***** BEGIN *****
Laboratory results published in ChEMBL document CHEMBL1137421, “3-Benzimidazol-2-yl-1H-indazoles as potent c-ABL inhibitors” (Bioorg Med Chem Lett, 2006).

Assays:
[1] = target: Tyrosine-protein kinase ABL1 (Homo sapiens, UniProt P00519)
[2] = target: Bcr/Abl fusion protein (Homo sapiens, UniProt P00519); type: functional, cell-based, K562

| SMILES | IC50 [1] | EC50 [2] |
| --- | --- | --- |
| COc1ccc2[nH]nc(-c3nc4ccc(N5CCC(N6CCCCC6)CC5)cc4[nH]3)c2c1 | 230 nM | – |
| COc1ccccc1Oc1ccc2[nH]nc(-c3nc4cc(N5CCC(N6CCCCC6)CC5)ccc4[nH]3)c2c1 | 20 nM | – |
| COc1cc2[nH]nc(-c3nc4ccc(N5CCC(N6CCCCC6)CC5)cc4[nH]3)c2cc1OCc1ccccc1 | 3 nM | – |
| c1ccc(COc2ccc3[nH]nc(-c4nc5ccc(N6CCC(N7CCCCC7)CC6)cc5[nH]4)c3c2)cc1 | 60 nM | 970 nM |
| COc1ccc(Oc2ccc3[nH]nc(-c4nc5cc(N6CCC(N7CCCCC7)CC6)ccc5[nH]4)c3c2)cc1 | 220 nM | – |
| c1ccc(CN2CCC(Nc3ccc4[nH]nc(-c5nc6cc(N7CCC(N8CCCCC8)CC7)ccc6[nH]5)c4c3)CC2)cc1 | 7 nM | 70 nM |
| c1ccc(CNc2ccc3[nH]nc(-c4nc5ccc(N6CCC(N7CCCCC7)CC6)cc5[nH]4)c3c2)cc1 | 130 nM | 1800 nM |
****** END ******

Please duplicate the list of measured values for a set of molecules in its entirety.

Laboratory results published in ChEMBL document CHEMBL1137421, “3-Benzimidazol-2-yl-1H-indazoles as potent c-ABL inhibitors” (Bioorg Med Chem Lett, 2006).

Assays:
[1] = target: Tyrosine-protein kinase ABL1 (Homo sapiens, UniProt P00519)
[2] = target: Bcr/Abl fusion protein (Homo sapiens, UniProt P00519); type: functional, cell-based, K562

| SMILES | IC50 [1] | EC50 [2] |
| --- | --- | --- |
| COc1ccc2[nH]nc(-c3nc4ccc(N5CCC(N6CCCCC6)CC5)cc4[nH]3)c2c1 | 230 nM | – |
| COc1ccccc1Oc1ccc2[nH]nc(-c3nc4cc(N5CCC(N6CCCCC6)CC5)ccc4[nH]3)c2c1 | 20 nM | – |
| COc1cc2[nH]nc(-c3nc4ccc(N5CCC(N6CCCCC6)CC5)cc4[nH]3)c2cc1OCc1ccccc1 | 3 nM | – |
| c1ccc(COc2ccc3[nH]nc(-c4nc5ccc(N6CCC(N7CCCCC7)CC6)cc5[nH]4)c3c2)cc1 | 60 nM | 970 nM |
| COc1ccc(Oc2ccc3[nH]nc(-c4nc5cc(N6CCC(N7CCCCC7)CC6)ccc5[nH]4)c3c2)cc1 | 220 nM | – |
| c1ccc(CN2CCC(Nc3ccc4[nH]nc(-c5nc6cc(N7CCC(N8CCCCC8)CC7)ccc6[nH]5)c4c3)CC2)cc1 | 7 nM | 70 nM |
| c1ccc(CNc2ccc3[nH]nc(-c4nc5ccc(N6CCC(N7CCCCC7)CC6)cc5[nH]4)c3c2)cc1 | 130 nM | 1800 nM |